You've written a book. It's a good book. Some might say (and your friends and family have said) it's a GREAT book. Perhaps you've sent it to every agent you could find and every publishing company that would accept unrepresented works because none of the agents you contacted were willing to take you on as a client.
Or maybe, you decided to go straight to self-publishing because, quite frankly, it's easy. All you have to do is upload your file to a platform like Createspace (our favorite) and voila - you're published.
What's so bad about that?
The answer isn't as simple as one might think given the changing attitudes about self publishing these days. It's not the same as the old "vanity press" model of earlier generations. The answer is, "Nothing." There is nothing "so bad" about that. But you must be willing to take on the stigma and be prepared to fight an uphill battle.
If you can upload your works, so can every one else. It's free. It's easy, on the surface, and it's fun. Lots of people do it. Lots. I mean, LOTS of people do it.
Some of those lots of people haven't got enough talent in their entire bodies to fill a miniature thimble. Some of them have more talent in their little finger than fifteen of the others have in their entire bodies. The spectrum of talent in the self-publishing world runs from the sublime to the ridiculous and you need to be able to separate yourself from the pack.
Here are a couple tips to help you do this:
1. Hire an editor. I can't stress this enough. Your great Aunt Sarah may have majored in English at Vassar, but she's your aunt. She loves you. Even if she tells you something honestly, you may or may not believe her. It doesn't matter what she says, the words will be clouded by the fact that she probably changed your diaper. Hire an editor who has never seen you naked. It's a good thing.
2. Hire a cover artist. We judge books by their covers all the time. Everyone does. If you design your own cover, there is a very good chance that you will focus on a part of your book's message that may or may not actually sell the book well. It came from your brain, and you know it better than anyone, so absolutely be hands-on during this process, but hiring a cover artist will place the book into another realm: that of a potential reader.
3. Proof, proof and re-proof. If you sign a contract with a royalty-paying, rights-buying publisher, your book will go through several proof processes, culminating in the "blue line" proof. This is the very last time there will be eyes-(usually yours)-on prior to printing. Just because you're self-publishing and you can "always go back and correct the file," doesn't mean you shouldn't hold yourself to this same standard. And make sure someone else (preferably someone who has NEVER read the book before) proofs that final blue-line as well. Their eyes will find things you miss. I promise.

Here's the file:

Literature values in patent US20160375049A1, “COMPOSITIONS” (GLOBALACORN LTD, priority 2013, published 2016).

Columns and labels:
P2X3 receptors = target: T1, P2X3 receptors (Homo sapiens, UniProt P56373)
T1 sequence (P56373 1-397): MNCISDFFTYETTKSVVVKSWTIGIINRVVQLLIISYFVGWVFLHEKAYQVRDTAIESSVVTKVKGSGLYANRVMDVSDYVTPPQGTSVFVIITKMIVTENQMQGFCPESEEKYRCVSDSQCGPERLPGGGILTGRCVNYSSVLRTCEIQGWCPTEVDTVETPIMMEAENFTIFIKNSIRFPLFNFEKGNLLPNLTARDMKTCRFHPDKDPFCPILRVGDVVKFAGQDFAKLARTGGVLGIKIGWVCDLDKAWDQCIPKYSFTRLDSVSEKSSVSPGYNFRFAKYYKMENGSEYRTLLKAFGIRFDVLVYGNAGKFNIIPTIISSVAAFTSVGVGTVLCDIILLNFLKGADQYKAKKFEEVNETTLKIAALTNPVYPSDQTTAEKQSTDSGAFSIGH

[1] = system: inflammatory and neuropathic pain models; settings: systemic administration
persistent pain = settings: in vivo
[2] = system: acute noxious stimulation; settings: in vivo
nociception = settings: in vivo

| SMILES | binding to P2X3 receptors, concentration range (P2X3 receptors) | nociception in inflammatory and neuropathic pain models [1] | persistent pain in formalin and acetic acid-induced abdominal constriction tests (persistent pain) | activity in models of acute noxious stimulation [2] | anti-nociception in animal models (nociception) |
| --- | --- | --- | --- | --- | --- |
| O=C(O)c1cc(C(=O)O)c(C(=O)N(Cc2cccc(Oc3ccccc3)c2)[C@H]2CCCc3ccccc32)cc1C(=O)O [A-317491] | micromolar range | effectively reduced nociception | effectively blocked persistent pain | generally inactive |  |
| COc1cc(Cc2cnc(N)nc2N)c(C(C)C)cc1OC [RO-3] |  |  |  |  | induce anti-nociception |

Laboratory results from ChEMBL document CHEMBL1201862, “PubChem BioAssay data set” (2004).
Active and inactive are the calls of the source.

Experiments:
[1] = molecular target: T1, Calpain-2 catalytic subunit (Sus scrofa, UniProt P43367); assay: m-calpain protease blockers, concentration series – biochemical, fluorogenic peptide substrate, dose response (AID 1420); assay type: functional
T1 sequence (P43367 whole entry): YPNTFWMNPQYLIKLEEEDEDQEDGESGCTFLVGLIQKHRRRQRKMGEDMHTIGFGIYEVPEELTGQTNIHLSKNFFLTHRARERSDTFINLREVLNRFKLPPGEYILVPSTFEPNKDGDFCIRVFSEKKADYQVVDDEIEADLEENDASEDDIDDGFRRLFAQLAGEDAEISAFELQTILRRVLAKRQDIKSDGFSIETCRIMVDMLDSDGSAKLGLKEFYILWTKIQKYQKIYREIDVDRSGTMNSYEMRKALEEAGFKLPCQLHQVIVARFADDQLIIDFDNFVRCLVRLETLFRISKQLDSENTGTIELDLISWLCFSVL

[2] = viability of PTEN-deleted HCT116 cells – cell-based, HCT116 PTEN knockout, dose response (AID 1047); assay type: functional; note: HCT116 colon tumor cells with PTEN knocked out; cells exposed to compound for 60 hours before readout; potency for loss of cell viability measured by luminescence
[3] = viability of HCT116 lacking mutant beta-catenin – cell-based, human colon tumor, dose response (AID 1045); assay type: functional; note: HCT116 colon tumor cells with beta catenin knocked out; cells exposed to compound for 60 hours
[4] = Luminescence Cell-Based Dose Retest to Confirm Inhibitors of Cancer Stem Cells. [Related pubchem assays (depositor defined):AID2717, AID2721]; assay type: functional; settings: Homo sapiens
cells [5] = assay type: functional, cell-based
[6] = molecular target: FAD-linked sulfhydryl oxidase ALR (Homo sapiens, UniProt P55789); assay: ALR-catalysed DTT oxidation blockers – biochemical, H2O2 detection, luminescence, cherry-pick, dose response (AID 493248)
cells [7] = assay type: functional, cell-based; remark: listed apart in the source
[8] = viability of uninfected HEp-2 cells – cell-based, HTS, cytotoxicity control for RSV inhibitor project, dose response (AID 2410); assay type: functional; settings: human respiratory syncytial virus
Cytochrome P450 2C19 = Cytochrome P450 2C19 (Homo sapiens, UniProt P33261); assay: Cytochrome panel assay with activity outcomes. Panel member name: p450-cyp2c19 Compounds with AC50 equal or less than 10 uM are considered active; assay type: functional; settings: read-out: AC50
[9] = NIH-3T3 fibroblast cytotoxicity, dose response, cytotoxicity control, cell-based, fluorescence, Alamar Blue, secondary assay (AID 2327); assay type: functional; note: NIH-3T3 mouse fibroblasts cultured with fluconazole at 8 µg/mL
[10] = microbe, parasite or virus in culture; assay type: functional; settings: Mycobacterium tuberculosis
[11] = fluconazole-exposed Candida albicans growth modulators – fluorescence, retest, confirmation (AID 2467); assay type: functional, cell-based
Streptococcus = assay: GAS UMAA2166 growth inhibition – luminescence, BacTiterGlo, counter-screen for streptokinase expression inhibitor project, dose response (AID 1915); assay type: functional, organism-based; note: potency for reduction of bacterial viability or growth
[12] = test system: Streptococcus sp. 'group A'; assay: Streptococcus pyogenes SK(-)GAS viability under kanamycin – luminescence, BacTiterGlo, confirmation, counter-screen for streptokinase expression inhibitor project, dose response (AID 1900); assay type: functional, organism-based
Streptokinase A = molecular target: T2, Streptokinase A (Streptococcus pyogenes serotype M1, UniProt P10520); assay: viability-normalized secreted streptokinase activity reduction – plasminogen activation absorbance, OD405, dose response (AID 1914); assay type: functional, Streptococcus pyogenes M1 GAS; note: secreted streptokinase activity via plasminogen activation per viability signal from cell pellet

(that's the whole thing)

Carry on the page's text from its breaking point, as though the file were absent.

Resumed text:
4. Do not advertise that you've self-published your book by using Createspace Links to sell your book. Createspace offers your book for sale directly from their website and you may receive a higher royalty percentage with direct sales, but you're also telling potential readers that you "uploaded a file." If they have ever experienced an unedited, un-proofed purchase in the past, simply landing on a Createspace page may deter them from giving your masterpiece even a passing glance. They may run screaming for the hills.
Createspace is an Amazon company. Therefore, there is nothing disloyal in sending your potential reader directly to Amazon (you know, that online bookstore where every major publisher in the world lists their book?) to buy either a print or ebook version of your work.
5. List your book with a publisher's name by investing in an ISBN that does not list any self-publishing "platform" as your publisher. For example, using an IAP ISBN lists IAP as your publisher, and while we make NO SECRET about the fact that our clients have chosen to self-publish (in fact, we brag about it), we also publish only quality works.
If your ISBN is registered to a publishing house that is obviously owned by you, and represents only you, (a fact that is fairly easily discovered when readers try to find other house authors because they loved your book so much), the same stigma of "vanity press" may apply. If you use an ISBN for free from a publishing platform, that platform is listed as your publisher.
At IAP, we only charge for the services you should be hiring out anyway, and we never take a dime in royalties after-the-fact unless you CHOOSE to pay for your services later, rather than up-front. And the choice IS yours because we only accept work that we think makes the cut. If we don't have faith in your product, we won't offer you a contract under any conditions, paid up front or otherwise. You don't have to hire us to edit or develop your work, either. You can simply submit your work, completed through the use of your own editors and artists, and if it's good enough, we'll take it on for the discounted price of on ISBN.
In the end, there is nothing wrong with choosing to self-publish. We encourage it! Write a great book and stand out in your field with an imprint that says, "I am in control of my literary destiny. Wanna come along for the ride?"